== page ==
Obama's Tax Rate Rose — And He Can't Blame Anyone But Himself | WAMU 88.5 - American University Radio

NPR : News

Filed Under:

Obama's Tax Rate Rose — And He Can't Blame Anyone But Himself

President Obama, like many wealthy Americans, is paying more of his income to the IRS.

The White House released the president's tax return last week. It shows he and the first lady paid $98,169 in taxes for 2013 on income of $481,098. That's an effective tax rate of 20.4 percent.

In 2012, the Obamas paid just 18.4 percent of their income in taxes. The tax bite was bigger in 2013 because of the president's own policies, including a higher income tax rate for top earners, limits on tax breaks for the wealthy, and two new taxes on the rich that help to finance the Affordable Care Act, known as Obamacare.

The top income tax rate — for individuals making more than $400,000 or couples making more than $450,000 — climbed to 39.6 percent as part of the fiscal cliff deal the president struck with Republicans last year.

People making more than $250,000 (or $300,000 for couples) also see a gradual decrease in tax deductions and the personal tax exemption as their incomes climb. Finally, the Obamacare taxes add an extra 3.8 percent levy on investment income and a 0.9 percent levy on ordinary income for individuals making more than $200,000 or couples making more $250,000.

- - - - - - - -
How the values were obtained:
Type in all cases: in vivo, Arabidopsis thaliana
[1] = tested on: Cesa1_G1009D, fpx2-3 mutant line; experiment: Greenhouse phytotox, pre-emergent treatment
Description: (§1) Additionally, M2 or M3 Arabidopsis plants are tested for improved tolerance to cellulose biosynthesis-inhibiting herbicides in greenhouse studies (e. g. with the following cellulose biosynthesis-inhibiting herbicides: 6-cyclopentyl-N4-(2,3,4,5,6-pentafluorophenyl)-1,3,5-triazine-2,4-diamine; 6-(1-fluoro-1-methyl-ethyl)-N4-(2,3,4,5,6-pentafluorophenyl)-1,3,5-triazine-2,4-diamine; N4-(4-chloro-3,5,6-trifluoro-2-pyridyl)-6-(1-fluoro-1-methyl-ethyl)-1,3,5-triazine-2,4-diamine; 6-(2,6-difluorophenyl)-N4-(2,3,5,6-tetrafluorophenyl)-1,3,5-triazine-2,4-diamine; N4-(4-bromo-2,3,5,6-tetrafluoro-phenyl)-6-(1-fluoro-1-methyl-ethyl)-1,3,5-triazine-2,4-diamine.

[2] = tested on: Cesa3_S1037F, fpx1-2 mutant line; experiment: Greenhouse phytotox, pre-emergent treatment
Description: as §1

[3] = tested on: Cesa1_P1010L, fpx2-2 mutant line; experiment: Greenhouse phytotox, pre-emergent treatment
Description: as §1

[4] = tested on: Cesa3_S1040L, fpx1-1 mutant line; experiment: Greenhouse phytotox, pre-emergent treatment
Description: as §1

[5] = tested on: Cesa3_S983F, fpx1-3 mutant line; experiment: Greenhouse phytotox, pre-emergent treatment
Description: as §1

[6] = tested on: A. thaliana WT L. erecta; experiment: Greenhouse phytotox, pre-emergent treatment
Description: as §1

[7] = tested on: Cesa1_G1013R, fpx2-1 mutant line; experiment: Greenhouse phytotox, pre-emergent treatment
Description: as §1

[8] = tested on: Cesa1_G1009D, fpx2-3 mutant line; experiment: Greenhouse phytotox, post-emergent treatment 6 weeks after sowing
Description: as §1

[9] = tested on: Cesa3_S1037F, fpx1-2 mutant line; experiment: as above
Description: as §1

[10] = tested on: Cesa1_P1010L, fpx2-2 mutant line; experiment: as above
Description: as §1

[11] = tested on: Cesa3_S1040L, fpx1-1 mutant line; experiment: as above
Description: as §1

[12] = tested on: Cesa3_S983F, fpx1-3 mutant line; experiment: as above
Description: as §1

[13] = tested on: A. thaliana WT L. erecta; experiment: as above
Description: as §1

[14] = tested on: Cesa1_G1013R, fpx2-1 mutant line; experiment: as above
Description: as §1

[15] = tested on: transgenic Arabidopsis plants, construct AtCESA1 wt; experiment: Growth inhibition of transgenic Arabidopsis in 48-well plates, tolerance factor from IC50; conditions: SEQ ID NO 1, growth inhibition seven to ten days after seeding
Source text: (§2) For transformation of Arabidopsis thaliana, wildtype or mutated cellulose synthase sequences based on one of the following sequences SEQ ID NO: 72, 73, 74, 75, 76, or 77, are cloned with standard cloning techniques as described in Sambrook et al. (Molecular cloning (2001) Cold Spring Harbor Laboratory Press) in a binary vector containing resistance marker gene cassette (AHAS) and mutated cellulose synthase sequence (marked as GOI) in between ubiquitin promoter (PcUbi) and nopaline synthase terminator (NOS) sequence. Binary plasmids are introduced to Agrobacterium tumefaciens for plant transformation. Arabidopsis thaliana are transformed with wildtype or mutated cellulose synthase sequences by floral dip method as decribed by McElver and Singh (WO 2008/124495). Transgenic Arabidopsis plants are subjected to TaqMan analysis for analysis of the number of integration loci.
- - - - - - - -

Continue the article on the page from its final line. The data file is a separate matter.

The Tax Policy Center estimates that with these changes, the wealthiest 1 percent of taxpayers will now pay 27 percent of all federal taxes, while collecting about 15 percent of pretax income.

Citizens for Tax Justice — a group that advocates for a more progressive federal tax code — prefers a different measure that includes state and local taxes as well. Under that measure, the share of taxes paid by the wealthiest 1 percent, 23.7 percent, is not much different from their share of overall income.

While Obama's effective tax rate rose last year, his income shrank, mostly because of declining book sales. His adjusted gross income in 2013 was nearly $128,000 lower than the year before. The first family is entitled to a tax refund this year of more than $19,000. The Obamas asked to have that money applied to their 2014 tax bill.

Copyright 2014 NPR. To see more, visit http://www.npr.org/.

NPR

Not My Job: Travel Guru Rick Steves Gets Quizzed On Steve Ricks

Since we specialize in asking people things they know nothing about, we've decided to ask Rick Steves three questions about the people out there in the world who have his name, but reversed.
NPR

Syrup Induces Pumpkin-Spiced Fever Dreams

Hugh Merwin, an editor at Grub Street, bought a 63-ounce jug of pumpkin spice syrup and put it in just about everything he ate for four days. As he tells NPR's Scott Simon, it did not go well.
NPR

Texas Gubernatorial Candidates Go The Border To Court Voters

Republicans have won every statewide office in Texas for 20 years, but the growing Hispanic population tends to vote Democrat, and the GOP's survival may depend on recruiting Hispanic supporters.
NPR

Tech Week: Smartphone Privacy, Cyberstalking, Alibaba's Big Debut

Chinese e-commerce giant Alibaba makes the biggest debut on the NYSE ever. The details, and the other tech stories that piqued our interest, are in this week's roundup.

Leave a Comment

Help keep the conversation civil. Please refer to our Terms of Use and Code of Conduct before posting your comments.